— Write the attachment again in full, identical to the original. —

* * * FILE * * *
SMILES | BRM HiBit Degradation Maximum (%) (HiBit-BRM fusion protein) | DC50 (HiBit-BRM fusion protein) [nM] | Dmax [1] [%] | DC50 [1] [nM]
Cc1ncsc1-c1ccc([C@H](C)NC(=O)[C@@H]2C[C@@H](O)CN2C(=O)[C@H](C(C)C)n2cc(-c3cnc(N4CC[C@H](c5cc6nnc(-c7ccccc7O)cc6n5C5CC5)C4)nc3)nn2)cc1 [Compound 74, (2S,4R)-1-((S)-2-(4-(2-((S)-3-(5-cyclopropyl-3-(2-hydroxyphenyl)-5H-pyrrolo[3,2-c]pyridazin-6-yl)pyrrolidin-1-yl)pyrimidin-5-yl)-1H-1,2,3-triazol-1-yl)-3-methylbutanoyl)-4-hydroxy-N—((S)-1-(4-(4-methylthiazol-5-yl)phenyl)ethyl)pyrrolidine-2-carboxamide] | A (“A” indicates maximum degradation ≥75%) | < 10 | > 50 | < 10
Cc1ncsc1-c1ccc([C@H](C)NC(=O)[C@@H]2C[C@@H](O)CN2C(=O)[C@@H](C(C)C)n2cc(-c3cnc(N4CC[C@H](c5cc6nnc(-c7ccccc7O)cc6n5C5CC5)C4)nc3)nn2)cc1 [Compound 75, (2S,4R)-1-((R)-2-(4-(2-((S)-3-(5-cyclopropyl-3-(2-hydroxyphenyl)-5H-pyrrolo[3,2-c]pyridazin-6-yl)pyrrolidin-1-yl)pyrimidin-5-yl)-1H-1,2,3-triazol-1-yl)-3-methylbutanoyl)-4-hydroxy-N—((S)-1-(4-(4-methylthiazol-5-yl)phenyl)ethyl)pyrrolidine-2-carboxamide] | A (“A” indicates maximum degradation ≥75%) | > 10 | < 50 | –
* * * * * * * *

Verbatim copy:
SMILES | BRM HiBit Degradation Maximum (%) (HiBit-BRM fusion protein) | DC50 (HiBit-BRM fusion protein) [nM] | Dmax [1] [%] | DC50 [1] [nM]
Cc1ncsc1-c1ccc([C@H](C)NC(=O)[C@@H]2C[C@@H](O)CN2C(=O)[C@H](C(C)C)n2cc(-c3cnc(N4CC[C@H](c5cc6nnc(-c7ccccc7O)cc6n5C5CC5)C4)nc3)nn2)cc1 [Compound 74, (2S,4R)-1-((S)-2-(4-(2-((S)-3-(5-cyclopropyl-3-(2-hydroxyphenyl)-5H-pyrrolo[3,2-c]pyridazin-6-yl)pyrrolidin-1-yl)pyrimidin-5-yl)-1H-1,2,3-triazol-1-yl)-3-methylbutanoyl)-4-hydroxy-N—((S)-1-(4-(4-methylthiazol-5-yl)phenyl)ethyl)pyrrolidine-2-carboxamide] | A (“A” indicates maximum degradation ≥75%) | < 10 | > 50 | < 10
Cc1ncsc1-c1ccc([C@H](C)NC(=O)[C@@H]2C[C@@H](O)CN2C(=O)[C@@H](C(C)C)n2cc(-c3cnc(N4CC[C@H](c5cc6nnc(-c7ccccc7O)cc6n5C5CC5)C4)nc3)nn2)cc1 [Compound 75, (2S,4R)-1-((R)-2-(4-(2-((S)-3-(5-cyclopropyl-3-(2-hydroxyphenyl)-5H-pyrrolo[3,2-c]pyridazin-6-yl)pyrrolidin-1-yl)pyrimidin-5-yl)-1H-1,2,3-triazol-1-yl)-3-methylbutanoyl)-4-hydroxy-N—((S)-1-(4-(4-methylthiazol-5-yl)phenyl)ethyl)pyrrolidine-2-carboxamide] | A (“A” indicates maximum degradation ≥75%) | > 10 | < 50 | –